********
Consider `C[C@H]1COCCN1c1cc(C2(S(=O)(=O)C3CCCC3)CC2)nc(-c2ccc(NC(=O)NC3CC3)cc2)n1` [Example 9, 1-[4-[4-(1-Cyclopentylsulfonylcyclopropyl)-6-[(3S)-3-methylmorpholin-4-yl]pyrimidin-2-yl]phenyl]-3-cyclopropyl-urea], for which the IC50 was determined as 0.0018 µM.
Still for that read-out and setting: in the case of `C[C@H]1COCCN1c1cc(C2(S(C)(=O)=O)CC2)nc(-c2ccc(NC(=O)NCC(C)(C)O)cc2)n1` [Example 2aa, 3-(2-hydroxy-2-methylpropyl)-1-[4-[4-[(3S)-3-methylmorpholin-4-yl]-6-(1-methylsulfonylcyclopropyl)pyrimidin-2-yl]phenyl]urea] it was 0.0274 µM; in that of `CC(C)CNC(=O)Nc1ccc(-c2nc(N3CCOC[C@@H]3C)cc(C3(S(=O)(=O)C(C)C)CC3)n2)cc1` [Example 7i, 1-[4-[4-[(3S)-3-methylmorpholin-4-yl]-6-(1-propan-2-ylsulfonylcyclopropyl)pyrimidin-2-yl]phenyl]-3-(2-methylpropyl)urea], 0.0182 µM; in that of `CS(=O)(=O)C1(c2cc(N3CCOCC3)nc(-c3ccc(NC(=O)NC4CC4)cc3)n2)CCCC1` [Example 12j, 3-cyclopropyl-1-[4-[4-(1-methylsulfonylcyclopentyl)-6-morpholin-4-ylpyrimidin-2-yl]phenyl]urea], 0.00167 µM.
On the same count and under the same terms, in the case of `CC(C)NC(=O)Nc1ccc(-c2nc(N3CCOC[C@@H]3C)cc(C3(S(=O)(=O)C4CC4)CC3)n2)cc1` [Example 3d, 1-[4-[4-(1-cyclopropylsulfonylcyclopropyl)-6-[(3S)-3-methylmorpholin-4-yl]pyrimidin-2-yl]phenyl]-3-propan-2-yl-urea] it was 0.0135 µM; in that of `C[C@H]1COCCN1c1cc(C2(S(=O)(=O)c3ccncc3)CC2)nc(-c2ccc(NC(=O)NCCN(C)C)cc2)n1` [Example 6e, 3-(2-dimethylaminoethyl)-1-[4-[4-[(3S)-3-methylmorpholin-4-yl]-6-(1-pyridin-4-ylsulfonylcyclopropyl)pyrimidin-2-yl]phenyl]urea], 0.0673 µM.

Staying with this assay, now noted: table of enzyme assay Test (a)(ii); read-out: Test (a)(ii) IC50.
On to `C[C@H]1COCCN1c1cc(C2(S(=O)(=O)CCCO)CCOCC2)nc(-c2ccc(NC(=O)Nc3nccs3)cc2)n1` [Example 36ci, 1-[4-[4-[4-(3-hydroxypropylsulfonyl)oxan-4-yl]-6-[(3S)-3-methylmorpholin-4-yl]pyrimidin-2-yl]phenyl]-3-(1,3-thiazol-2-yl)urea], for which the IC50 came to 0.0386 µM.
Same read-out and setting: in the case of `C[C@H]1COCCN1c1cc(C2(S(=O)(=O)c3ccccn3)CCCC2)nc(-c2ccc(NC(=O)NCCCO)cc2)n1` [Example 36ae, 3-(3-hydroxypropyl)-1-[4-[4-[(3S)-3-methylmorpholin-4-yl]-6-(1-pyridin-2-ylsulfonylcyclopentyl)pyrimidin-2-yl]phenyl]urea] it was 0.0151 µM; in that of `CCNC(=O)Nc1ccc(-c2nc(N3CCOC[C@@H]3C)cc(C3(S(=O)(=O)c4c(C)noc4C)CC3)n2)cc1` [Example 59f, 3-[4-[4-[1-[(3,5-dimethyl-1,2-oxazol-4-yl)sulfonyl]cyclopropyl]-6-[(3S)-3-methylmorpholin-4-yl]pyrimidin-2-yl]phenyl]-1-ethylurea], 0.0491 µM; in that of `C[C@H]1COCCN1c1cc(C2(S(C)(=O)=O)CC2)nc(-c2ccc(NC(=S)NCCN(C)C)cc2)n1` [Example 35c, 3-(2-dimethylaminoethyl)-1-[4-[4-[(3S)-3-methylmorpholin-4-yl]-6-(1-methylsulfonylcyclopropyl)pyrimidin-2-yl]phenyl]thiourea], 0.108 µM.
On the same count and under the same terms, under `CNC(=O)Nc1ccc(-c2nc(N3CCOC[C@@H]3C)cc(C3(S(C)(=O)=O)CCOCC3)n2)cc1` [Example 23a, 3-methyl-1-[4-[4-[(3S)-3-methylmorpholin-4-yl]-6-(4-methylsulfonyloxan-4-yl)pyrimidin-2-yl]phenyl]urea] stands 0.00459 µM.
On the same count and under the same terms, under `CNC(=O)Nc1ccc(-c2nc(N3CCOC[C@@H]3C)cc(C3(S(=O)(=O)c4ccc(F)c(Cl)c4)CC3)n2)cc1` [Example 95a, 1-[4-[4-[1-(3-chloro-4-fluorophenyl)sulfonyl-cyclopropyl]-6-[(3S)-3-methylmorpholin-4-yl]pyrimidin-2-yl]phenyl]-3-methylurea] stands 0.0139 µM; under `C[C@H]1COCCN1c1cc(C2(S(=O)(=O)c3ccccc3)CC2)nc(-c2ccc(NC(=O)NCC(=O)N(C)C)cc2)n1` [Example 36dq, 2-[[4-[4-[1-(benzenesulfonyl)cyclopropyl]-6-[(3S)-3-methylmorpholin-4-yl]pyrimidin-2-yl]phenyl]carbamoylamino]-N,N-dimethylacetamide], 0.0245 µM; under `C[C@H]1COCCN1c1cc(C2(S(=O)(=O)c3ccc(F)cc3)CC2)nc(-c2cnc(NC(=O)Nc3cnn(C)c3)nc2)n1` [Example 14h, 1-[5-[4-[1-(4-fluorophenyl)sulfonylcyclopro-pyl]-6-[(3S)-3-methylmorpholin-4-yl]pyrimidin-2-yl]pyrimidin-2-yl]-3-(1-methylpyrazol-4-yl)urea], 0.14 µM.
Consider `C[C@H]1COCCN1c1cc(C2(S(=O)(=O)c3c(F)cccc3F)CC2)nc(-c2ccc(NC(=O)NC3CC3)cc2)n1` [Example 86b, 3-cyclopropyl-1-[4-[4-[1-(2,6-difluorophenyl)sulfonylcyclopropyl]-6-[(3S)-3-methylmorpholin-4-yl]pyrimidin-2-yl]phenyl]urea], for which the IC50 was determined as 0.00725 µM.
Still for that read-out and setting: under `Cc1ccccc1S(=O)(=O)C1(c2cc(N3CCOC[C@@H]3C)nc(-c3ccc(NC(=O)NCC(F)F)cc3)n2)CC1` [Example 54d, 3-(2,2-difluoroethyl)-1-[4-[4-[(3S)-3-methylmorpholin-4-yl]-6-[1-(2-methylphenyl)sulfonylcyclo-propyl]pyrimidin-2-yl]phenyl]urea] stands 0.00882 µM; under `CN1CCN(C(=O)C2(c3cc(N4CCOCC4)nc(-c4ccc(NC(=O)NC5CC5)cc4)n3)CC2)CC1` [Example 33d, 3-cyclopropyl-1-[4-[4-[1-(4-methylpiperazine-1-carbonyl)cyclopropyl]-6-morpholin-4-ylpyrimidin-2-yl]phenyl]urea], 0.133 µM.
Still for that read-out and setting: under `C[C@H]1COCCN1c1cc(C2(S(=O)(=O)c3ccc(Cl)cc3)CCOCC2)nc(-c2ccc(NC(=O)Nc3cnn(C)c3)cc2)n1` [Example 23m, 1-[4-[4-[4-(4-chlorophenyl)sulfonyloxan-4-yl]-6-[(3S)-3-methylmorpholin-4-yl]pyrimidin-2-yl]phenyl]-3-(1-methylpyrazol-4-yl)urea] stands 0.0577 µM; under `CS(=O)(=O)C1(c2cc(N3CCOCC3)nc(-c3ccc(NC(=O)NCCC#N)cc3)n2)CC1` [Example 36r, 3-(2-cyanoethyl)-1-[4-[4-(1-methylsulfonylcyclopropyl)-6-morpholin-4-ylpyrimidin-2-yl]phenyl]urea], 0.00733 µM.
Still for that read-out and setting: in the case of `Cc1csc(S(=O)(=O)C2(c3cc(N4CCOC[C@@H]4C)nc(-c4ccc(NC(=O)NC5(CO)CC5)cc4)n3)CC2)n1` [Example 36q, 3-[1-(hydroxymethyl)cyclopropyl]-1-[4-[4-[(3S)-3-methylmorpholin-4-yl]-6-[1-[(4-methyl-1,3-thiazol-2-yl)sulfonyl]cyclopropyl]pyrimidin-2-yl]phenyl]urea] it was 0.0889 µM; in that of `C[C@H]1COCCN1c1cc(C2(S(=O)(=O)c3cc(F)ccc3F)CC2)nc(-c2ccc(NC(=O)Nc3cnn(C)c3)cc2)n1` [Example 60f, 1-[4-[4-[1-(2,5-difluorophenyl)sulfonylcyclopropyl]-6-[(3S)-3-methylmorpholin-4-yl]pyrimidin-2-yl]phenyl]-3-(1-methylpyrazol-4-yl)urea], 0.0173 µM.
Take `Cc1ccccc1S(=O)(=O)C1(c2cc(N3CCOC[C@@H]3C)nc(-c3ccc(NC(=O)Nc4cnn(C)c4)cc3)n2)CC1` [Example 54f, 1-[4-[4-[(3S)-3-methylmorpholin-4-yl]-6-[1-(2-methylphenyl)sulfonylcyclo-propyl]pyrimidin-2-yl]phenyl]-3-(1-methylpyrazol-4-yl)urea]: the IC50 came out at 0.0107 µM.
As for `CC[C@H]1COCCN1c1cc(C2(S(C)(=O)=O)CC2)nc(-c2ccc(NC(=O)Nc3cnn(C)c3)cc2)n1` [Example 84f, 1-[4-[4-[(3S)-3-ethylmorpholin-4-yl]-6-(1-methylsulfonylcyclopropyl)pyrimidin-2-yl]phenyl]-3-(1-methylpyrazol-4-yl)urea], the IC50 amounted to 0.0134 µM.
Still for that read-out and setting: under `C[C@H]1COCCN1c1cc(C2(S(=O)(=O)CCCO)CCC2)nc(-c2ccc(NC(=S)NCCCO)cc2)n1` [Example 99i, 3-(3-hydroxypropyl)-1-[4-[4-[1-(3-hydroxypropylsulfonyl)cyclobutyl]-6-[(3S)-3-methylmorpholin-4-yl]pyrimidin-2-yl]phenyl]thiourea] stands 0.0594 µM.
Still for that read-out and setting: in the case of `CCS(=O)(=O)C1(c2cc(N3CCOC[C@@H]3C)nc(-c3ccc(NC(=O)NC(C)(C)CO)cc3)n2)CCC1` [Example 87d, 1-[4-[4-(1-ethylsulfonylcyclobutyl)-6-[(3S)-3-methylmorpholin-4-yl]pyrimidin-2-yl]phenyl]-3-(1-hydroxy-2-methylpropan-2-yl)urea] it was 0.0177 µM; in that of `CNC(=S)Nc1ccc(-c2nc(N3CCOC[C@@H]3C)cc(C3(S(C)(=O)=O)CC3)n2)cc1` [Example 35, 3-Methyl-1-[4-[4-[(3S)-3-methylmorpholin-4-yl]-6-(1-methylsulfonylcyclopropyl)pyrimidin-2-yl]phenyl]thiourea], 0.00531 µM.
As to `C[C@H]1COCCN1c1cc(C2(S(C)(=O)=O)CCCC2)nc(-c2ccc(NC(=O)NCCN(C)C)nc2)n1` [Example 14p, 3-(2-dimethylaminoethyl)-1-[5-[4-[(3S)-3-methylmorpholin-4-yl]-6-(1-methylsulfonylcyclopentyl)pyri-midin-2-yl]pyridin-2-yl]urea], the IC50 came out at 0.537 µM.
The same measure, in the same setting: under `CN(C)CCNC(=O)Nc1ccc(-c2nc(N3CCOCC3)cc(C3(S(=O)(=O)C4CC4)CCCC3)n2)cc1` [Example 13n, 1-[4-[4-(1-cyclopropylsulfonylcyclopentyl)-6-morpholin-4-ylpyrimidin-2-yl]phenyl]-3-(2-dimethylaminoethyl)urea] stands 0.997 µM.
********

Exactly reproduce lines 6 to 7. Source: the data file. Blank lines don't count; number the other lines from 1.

Same read-out and setting: in the case of `C[C@H]1COCCN1c1cc(C2(S(=O)(=O)c3ccccn3)CCCC2)nc(-c2ccc(NC(=O)NCCCO)cc2)n1` [Example 36ae, 3-(3-hydroxypropyl)-1-[4-[4-[(3S)-3-methylmorpholin-4-yl]-6-(1-pyridin-2-ylsulfonylcyclopentyl)pyrimidin-2-yl]phenyl]urea] it was 0.0151 µM; in that of `CCNC(=O)Nc1ccc(-c2nc(N3CCOC[C@@H]3C)cc(C3(S(=O)(=O)c4c(C)noc4C)CC3)n2)cc1` [Example 59f, 3-[4-[4-[1-[(3,5-dimethyl-1,2-oxazol-4-yl)sulfonyl]cyclopropyl]-6-[(3S)-3-methylmorpholin-4-yl]pyrimidin-2-yl]phenyl]-1-ethylurea], 0.0491 µM; in that of `C[C@H]1COCCN1c1cc(C2(S(C)(=O)=O)CC2)nc(-c2ccc(NC(=S)NCCN(C)C)cc2)n1` [Example 35c, 3-(2-dimethylaminoethyl)-1-[4-[4-[(3S)-3-methylmorpholin-4-yl]-6-(1-methylsulfonylcyclopropyl)pyrimidin-2-yl]phenyl]thiourea], 0.108 µM.
On the same count and under the same terms, under `CNC(=O)Nc1ccc(-c2nc(N3CCOC[C@@H]3C)cc(C3(S(C)(=O)=O)CCOCC3)n2)cc1` [Example 23a, 3-methyl-1-[4-[4-[(3S)-3-methylmorpholin-4-yl]-6-(4-methylsulfonyloxan-4-yl)pyrimidin-2-yl]phenyl]urea] stands 0.00459 µM.